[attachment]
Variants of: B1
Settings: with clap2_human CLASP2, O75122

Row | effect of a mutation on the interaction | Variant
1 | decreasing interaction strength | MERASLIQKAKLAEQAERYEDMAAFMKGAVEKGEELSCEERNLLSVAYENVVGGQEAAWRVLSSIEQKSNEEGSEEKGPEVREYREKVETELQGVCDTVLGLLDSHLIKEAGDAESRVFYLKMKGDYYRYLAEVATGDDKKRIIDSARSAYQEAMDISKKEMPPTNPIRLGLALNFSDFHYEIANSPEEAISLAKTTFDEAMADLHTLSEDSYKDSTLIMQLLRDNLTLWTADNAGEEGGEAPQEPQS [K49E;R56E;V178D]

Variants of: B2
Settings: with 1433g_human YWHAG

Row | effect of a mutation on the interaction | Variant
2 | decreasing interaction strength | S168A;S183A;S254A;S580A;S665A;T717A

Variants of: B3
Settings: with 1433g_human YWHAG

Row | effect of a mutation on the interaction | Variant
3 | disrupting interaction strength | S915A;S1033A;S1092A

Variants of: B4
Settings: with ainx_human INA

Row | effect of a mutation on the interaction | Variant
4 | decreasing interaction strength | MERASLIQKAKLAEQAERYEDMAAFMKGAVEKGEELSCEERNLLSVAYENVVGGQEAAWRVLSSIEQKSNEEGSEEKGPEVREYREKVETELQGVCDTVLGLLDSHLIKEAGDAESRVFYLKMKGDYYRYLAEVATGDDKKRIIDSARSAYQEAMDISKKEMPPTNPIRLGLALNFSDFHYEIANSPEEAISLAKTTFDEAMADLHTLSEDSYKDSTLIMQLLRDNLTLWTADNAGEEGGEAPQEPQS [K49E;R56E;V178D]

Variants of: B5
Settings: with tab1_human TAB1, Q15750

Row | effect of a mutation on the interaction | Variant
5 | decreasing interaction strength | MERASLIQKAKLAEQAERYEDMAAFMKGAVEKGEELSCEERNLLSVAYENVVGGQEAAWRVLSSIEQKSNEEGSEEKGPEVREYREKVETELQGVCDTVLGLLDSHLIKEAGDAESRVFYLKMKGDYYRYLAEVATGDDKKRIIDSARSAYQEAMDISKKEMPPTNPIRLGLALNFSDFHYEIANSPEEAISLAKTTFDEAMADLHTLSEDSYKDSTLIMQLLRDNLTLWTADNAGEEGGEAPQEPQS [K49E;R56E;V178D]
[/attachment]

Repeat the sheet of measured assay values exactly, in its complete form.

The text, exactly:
Variants of: B1
Settings: with clap2_human CLASP2, O75122

Row | effect of a mutation on the interaction | Variant
1 | decreasing interaction strength | MERASLIQKAKLAEQAERYEDMAAFMKGAVEKGEELSCEERNLLSVAYENVVGGQEAAWRVLSSIEQKSNEEGSEEKGPEVREYREKVETELQGVCDTVLGLLDSHLIKEAGDAESRVFYLKMKGDYYRYLAEVATGDDKKRIIDSARSAYQEAMDISKKEMPPTNPIRLGLALNFSDFHYEIANSPEEAISLAKTTFDEAMADLHTLSEDSYKDSTLIMQLLRDNLTLWTADNAGEEGGEAPQEPQS [K49E;R56E;V178D]

Variants of: B2
Settings: with 1433g_human YWHAG

Row | effect of a mutation on the interaction | Variant
2 | decreasing interaction strength | S168A;S183A;S254A;S580A;S665A;T717A

Variants of: B3
Settings: with 1433g_human YWHAG

Row | effect of a mutation on the interaction | Variant
3 | disrupting interaction strength | S915A;S1033A;S1092A

Variants of: B4
Settings: with ainx_human INA

Row | effect of a mutation on the interaction | Variant
4 | decreasing interaction strength | MERASLIQKAKLAEQAERYEDMAAFMKGAVEKGEELSCEERNLLSVAYENVVGGQEAAWRVLSSIEQKSNEEGSEEKGPEVREYREKVETELQGVCDTVLGLLDSHLIKEAGDAESRVFYLKMKGDYYRYLAEVATGDDKKRIIDSARSAYQEAMDISKKEMPPTNPIRLGLALNFSDFHYEIANSPEEAISLAKTTFDEAMADLHTLSEDSYKDSTLIMQLLRDNLTLWTADNAGEEGGEAPQEPQS [K49E;R56E;V178D]

Variants of: B5
Settings: with tab1_human TAB1, Q15750

Row | effect of a mutation on the interaction | Variant
5 | decreasing interaction strength | MERASLIQKAKLAEQAERYEDMAAFMKGAVEKGEELSCEERNLLSVAYENVVGGQEAAWRVLSSIEQKSNEEGSEEKGPEVREYREKVETELQGVCDTVLGLLDSHLIKEAGDAESRVFYLKMKGDYYRYLAEVATGDDKKRIIDSARSAYQEAMDISKKEMPPTNPIRLGLALNFSDFHYEIANSPEEAISLAKTTFDEAMADLHTLSEDSYKDSTLIMQLLRDNLTLWTADNAGEEGGEAPQEPQS [K49E;R56E;V178D]